High-intensity interval training (HIIT) can bring individuals to a risk of injury especially within the shoulders and knees, a study has unconcealed. The study was published within the Journal of Sports Medicine and Physical Fitness. High-intensity interval training is combined with aerobics, weight lifting and workout at the utmost capability, followed by intervals that deliver fitness goals in less time.
“These workouts are marketed as ‘one size fits all.’ However, several athletes, particularly amateurs, don't have the flexibility, mobility, core strength and muscles to perform these exercises,” said Joseph Ippolito.
The study analyzed records within the National Electronic surveillance System from 2007 through 2016. Researchers found 3,988,902 injuries that arose out of it. Most injuries concerned knees, ankles, and shoulders. Another truth expressed by the study was that white males aged twenty to thirty-nine were among the foremost injured.
The researchers conjointly noticed a steady increase of a mean of 50,944 injuries each year that rose with the expansion in interest in the workouts. This was determined by the amount of Google searches throughout the years taken under consideration.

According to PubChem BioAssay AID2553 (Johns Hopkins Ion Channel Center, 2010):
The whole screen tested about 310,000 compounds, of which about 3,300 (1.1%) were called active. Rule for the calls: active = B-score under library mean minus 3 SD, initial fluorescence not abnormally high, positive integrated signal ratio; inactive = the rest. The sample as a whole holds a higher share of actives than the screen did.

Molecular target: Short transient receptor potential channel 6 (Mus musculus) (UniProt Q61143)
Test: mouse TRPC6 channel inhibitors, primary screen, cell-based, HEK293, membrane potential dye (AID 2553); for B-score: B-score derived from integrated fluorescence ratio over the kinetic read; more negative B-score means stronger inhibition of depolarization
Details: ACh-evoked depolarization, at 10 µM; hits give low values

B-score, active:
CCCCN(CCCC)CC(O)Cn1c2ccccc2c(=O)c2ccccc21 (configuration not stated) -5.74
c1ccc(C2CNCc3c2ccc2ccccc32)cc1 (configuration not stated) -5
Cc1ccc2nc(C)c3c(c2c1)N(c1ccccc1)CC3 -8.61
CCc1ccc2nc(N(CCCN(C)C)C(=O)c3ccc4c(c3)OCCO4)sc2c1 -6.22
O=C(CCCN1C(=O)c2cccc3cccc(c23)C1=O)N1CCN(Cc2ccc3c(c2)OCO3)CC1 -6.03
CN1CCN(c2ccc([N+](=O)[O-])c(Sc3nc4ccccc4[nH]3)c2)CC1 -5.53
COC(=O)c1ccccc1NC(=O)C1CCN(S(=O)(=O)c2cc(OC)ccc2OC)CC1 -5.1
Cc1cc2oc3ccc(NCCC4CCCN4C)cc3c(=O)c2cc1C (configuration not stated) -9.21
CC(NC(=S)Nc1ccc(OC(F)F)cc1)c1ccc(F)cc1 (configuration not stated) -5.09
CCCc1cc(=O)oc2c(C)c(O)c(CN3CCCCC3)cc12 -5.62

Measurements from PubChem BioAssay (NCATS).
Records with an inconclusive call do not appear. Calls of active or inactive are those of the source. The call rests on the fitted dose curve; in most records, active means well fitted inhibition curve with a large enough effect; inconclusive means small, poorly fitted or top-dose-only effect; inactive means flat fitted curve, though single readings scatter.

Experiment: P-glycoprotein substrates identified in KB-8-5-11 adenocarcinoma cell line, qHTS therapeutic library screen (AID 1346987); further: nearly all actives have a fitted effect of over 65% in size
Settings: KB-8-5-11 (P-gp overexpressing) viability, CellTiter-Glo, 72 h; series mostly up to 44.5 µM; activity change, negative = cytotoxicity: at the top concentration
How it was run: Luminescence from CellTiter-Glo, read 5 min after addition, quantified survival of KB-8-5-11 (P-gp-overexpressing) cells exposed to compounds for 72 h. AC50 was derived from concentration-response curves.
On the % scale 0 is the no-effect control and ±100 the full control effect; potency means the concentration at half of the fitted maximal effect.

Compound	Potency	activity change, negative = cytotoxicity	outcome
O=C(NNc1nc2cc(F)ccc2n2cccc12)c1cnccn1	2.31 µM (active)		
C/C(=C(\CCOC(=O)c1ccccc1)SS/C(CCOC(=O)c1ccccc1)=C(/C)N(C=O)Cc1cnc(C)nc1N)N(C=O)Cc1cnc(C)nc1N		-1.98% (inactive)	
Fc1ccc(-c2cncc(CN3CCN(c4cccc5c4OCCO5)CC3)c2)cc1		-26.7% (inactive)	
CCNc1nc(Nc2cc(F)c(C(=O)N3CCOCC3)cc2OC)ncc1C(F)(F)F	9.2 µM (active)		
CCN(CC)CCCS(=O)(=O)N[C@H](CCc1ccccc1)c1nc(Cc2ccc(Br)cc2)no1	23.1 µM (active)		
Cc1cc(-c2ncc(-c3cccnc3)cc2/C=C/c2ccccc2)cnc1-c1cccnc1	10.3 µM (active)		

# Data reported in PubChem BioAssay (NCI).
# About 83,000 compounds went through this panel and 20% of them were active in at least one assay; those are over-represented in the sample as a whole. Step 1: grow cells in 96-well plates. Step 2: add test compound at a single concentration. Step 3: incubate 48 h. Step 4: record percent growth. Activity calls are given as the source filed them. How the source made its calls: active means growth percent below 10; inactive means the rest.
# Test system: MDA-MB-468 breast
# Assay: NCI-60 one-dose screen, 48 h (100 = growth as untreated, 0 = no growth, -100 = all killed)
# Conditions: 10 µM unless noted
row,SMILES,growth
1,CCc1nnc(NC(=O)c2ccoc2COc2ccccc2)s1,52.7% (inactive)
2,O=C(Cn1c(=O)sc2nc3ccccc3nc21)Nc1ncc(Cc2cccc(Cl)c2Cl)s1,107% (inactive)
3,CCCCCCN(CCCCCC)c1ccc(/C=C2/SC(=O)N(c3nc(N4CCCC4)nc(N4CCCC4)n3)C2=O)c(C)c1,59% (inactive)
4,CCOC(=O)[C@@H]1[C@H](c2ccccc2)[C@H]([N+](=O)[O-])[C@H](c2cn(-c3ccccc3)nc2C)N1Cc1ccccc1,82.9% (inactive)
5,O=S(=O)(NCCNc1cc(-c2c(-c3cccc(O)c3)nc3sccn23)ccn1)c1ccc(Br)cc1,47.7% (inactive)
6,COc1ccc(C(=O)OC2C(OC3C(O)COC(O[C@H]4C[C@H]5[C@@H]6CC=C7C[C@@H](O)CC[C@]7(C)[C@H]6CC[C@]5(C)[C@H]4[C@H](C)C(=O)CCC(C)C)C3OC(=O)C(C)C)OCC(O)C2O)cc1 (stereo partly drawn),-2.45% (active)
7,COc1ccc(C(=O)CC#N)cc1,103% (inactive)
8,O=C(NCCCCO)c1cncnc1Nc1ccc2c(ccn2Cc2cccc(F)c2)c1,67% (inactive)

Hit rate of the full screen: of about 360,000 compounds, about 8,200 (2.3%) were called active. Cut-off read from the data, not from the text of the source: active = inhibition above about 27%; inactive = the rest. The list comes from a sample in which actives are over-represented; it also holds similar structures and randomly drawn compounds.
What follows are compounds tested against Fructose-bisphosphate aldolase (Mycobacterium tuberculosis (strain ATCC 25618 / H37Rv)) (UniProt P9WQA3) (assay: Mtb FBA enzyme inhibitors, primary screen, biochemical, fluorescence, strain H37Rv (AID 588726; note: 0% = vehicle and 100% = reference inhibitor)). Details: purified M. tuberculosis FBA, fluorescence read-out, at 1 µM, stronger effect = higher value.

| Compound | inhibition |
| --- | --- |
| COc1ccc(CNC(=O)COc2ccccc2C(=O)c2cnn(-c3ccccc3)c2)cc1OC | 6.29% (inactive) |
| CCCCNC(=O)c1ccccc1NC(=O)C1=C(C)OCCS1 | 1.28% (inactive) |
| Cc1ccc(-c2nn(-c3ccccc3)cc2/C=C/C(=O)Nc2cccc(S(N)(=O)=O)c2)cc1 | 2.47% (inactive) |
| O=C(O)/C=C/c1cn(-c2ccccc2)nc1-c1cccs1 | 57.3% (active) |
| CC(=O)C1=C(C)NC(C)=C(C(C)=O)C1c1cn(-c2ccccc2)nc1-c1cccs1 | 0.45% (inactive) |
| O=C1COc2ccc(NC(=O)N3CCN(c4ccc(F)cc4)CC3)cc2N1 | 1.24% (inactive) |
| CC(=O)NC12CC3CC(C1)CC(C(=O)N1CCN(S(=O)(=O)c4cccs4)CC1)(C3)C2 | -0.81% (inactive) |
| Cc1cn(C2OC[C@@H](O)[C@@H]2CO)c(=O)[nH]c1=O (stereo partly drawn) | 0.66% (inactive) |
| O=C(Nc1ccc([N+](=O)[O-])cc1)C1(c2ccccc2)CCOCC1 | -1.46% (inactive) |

“There is a powerful proof that these types of injuries -- specifically from repetitive overload at the knee – can lead to degenerative joint disease,” aforementioned Ippolito. Athletes performing such workouts without any supervising were at an increased risk for injuries ensuing due to poor form and muscle overuse.
“We certainly don't want to discourage individuals from this kind of exercise because of its varied health edges, but recommend that they perceive the pre-existing conditions and physical weaknesses which will incline them to injury,” aforementioned co-author Nicole D. Rynecki.
She further noted, “Exercises such as stretches that can increase a range of motion and strengthen structure muscles are vital, especially for older individuals and those who are predisposed to rotator cuff tears.”